In their effort to construct a singular American people, the patriots attached new meaning to whiteness, conflating it with reason, with freedom, with citizenship. Thousands of blacks and Native peoples fought for a revolution whose architects excluded them as members of the new polity.
[For another view, read Bret Stephens’s column, “America the Beautiful.”]
Then there’s the Constitution. In his book, Waldstreicher asks readers to hold two ideas in their minds simultaneously. First, that the egalitarian ideals of the American Revolution produced a sincere politics of antislavery. Vermont, for example, eliminated slavery in its 1777 Constitution, and Pennsylvania introduced gradual emancipation in 1780. In Virginia, where 40 percent of the population was enslaved, some planters freed their slaves. Even Thomas Jefferson, as a member of Congress under the Articles of Confederation, proposed a ban on slaves in the western territories after 1800. It failed by a single vote. Americans were conflicted on how blacks would fit into their new republic, but a growing number could not reconcile the rhetoric of liberty with the practice of bondage.
At the same time, the American revolutionaries were committed to the protection of private property. Which, for many of the most prominent, powerful men in the country, meant property in enslaved people. Principles of liberty may have weakened slavery in the North, but they did the opposite in the South.
When delegates gathered in Philadelphia in 1787 to construct a new government, slavery was the issue of key concern. It came to the floor during the first days of deliberation and would shape nearly every decision of that summer.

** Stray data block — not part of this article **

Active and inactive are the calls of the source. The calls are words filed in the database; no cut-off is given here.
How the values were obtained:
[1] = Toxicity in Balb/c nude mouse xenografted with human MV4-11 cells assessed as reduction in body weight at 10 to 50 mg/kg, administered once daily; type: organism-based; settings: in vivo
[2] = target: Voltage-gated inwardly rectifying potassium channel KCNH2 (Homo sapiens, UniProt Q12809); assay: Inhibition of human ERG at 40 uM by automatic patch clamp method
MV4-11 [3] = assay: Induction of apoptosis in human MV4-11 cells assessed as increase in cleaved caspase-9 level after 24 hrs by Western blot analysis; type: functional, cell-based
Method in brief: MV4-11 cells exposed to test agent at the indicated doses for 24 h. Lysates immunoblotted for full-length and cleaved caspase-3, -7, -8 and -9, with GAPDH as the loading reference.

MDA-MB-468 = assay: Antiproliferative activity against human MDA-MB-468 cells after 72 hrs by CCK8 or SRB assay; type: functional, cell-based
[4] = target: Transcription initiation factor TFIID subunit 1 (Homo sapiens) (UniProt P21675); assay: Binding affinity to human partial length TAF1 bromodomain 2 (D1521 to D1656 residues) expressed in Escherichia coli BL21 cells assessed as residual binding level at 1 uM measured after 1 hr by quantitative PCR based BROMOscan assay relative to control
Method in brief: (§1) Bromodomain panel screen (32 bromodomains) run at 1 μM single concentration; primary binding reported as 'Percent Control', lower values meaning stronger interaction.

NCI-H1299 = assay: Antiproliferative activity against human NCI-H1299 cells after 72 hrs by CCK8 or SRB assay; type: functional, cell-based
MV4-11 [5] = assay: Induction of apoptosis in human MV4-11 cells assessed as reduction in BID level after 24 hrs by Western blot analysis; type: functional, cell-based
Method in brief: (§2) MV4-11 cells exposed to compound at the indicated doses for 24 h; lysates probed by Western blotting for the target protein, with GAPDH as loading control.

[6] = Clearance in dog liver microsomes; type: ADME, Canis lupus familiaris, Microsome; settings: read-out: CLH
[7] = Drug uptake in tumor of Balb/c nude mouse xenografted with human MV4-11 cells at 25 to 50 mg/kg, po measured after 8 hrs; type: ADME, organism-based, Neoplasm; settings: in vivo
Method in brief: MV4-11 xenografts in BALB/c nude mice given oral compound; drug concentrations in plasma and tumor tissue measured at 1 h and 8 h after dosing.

How could it not? The framers wanted a national government with the power and flexibility to confront any problem the Republic might face. They wanted to be able to govern. But every question of representation and federal power touched slavery. It was inescapable. Here’s Waldstreicher on how they resolved the problem:
It is common, and accurate enough, to say that the federal republic could not have been created in 1787-88 had not slavery been left alone, but the convention went further and deeper than that. In the founders’ design, slavery informed the successes of the movement for a stronger national government and shaped its limits. Because proslavery forces were able to make deals to protect their interests in particular, slavery itself gained the protection of the federal union while being protected from that union’s new powers.
Conservative critics have challenged the 1619 Project with a series of claims and assertions about slavery and the founding. There are clear answers and rejoinders. Rich Lowry points to the Northwest Ordinance of 1787, which banned slavery in the territories between the Great Lakes and the Ohio River, as evidence of the antislavery intent of the founding generation. But this argument misses a provision in the ordinance for the return of fugitive slaves, as well as considerable evidence that Southerners backed the ban on slavery for commercial concerns, not out of lofty idealism. “The clause respecting slavery was agreed to by the Southern members for the purpose of preventing Tobacco and Indigo from being made on the N.W. side of the Ohio as well for sev[eral] other political reasons,” wrote Senator William Grayson of Virginia, an antifederalist, to James Monroe on Aug. 8 of that year.